On August 25, 1911, the second worst passenger train wreck in the history of the Lehigh Valley occurred in Manchester.  Train Number 4 eastbound out of Buffalo derailed on the Canandaigua Outlet bridge due to a broken rail.  One passenger car overturned on its side while two other passenger cars behind it fell off the bridge into the creek bed 40 feet below.  A total of 29 were killed and 62 were injured in the wreck.

As with most railroads, trains and tracks began to rapidly disappear on the Lehigh Valley after World War II.  Passenger service ended between Ithaca and Auburn in 1948.  The Black Diamond and Star made their final runs on May 11, 1959.  Early in the morning of February 4, 1961, a blinding snowstorm welcomed the final Lehigh Valley passenger train into Geneva, the Maple Leaf.  Given its lateness and the storm, the passing of an era went almost unnoticed.

The Lehigh Valley came under the control of the Pennsylvania Railroad in 1962 as a result of years of red ink. With passenger service gone, the track from Ithaca to Geneva was removed in 1963. The double track mainline was single tracked during the mid-1960ís because of declining freight traffic. By the time the Lehigh Valley went bankrupt in 1970, the operating portions of the railroad in the Finger Lakes region were its mainline to Buffalo via Geneva, a branch from Sayre to Moravia via Owego, a branch from Freeville to Cortland, a branch from Van Etten to Ithaca and north along Cayuga Lake to a power plant near Lansing, a branch from Geneva to Rushville, and a branch from Rochester Junction near Honeoye Falls to Rochester. Either gone or abandoned were all the tracks that led to places like Auburn, Canastota, Elmira, Naples, and North Fair Haven.

On April 1, 1976, the Consolidated Rail Corporation (Conrail) took over operation of the Lehigh Valley Railroad.  Most of the Lehigh Valley mainline in upstate New York was removed by the late 1970’s.  Today, only segments between Sayre, Pa., and Van Etten, Kendaia (former Seneca Army Depot) and Geneva, and Manchester and Victor remain in service.

The Lehigh Valley Railroad
The Lehigh Valley Railroad began in the coal fields of Mauch Chunk (later Jim Thorpe), Pennsylvania. Anthracite coal lay close to the surface and could be mined by hand with pick and shovels. The nearby Lehigh River offered transportation downstream to the markets of New York City and Philadelphia. Development of a good regional network of coal companies, canals, and railroads led to the Lehigh Valley Railroad. The desire to reach the western markets of the Great Lakes led to a mainline stretching 200 miles across upstate New York and other branches serving central New York and the Southern Tier.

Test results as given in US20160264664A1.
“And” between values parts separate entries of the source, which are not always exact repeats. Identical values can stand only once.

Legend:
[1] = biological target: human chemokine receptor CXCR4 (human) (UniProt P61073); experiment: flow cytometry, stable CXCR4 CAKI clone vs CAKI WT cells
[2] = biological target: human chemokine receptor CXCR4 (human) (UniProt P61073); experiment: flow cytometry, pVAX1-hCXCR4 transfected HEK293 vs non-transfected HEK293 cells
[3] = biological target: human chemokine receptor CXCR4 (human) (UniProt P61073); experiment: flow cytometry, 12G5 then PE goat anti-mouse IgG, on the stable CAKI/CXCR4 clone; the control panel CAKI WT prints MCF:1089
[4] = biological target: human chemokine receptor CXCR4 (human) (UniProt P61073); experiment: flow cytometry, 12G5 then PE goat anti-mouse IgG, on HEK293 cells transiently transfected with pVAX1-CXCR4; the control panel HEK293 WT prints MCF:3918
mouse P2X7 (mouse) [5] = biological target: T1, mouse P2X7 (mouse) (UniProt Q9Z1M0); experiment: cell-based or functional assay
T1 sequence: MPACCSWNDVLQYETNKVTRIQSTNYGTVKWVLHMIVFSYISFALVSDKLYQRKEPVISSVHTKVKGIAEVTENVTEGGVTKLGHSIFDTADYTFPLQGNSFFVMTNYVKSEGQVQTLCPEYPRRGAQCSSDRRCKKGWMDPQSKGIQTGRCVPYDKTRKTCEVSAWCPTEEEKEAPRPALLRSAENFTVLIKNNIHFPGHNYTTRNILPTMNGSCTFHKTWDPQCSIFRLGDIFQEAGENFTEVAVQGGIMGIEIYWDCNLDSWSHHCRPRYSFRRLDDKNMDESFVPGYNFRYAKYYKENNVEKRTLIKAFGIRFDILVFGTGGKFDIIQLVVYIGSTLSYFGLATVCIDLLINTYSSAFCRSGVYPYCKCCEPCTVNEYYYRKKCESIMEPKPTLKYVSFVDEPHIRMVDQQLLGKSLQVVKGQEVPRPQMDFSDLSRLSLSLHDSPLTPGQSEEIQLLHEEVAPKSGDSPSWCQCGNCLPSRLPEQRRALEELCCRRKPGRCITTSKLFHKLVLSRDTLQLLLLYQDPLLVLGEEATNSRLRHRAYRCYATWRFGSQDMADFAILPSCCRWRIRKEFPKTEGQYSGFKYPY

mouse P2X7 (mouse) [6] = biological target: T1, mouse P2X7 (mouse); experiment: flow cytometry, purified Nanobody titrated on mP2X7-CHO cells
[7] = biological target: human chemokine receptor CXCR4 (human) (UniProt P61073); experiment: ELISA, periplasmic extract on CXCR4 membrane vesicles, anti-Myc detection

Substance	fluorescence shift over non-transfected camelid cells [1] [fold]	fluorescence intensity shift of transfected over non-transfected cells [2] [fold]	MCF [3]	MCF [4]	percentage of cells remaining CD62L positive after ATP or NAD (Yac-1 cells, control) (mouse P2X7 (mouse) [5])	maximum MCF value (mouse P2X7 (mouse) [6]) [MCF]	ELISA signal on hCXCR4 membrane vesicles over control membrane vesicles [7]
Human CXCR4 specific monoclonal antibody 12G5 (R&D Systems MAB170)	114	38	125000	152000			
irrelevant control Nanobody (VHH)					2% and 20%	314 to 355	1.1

The Lehigh Valley Railroad in New York State
Using the lands of the Morris Canal Company and other acquisitions, the LVRR developed many harborfront facilities in NY Harbor and most of the boroughs. A fleet of tugs serviced New York City's docks. In 1895, the LVRR-controlled trains reached Waverly, NY. Coal and freight was transferred to the wide gauge cars of the Erie Railroad for the trip west to Buffalo. The arrival of LVRR trains in Buffalo over Erie trackage in 1876 signaled the start of a significant investment in lakefront development and the start of a Great Lakes shipping fleet. The 1870s saw the LVRR grow to include the Southern Central from Waverly to Owego and Auburn and reaching Lake Ontario at Fairhaven. Another branch connected Elmira, Ithaca, Cortland, Cazenovia, and Camden. Rochester, Hemlock, Naples, and Seneca Falls were served by other branches. In 1918, LVRR passenger trains began using Penn Station.

The Lehigh Valley Railroad in Manchester
Manchester served as a division point and car classification yard from the day the New York State mainline opened on September 1, 1892. As a division point, crews and locomotives were exchanged. Freight cars were switched from track to track, organizing them for delivery to their destinations. Support services included the 30-stall roundhouse, the coaling stations, facilities for ash removal, track maintenance, car repair, a control tower, the yard office, an ice house, and the bunkhouse-restaurant. In 1913, a freight transfer facility was build for less-than-carload (LCL) lots.

The Railworker
Railroading has always been a special kind of dangerous job. With the prestige of working for a railroad came the daily dangers. Injuries and death were always feared. The heavy weight of all railroad items and the speed of the trains created an atmosphere where all employees had to be alert at all times. Male and female employees worked at all kinds of jobs. All kinds of physical and mental skills were needed. There are nearly 100 job descriptions associated with railroading. A suitable memorial to the Lehigh Valley railworkers will be designed and placed at the park in the future.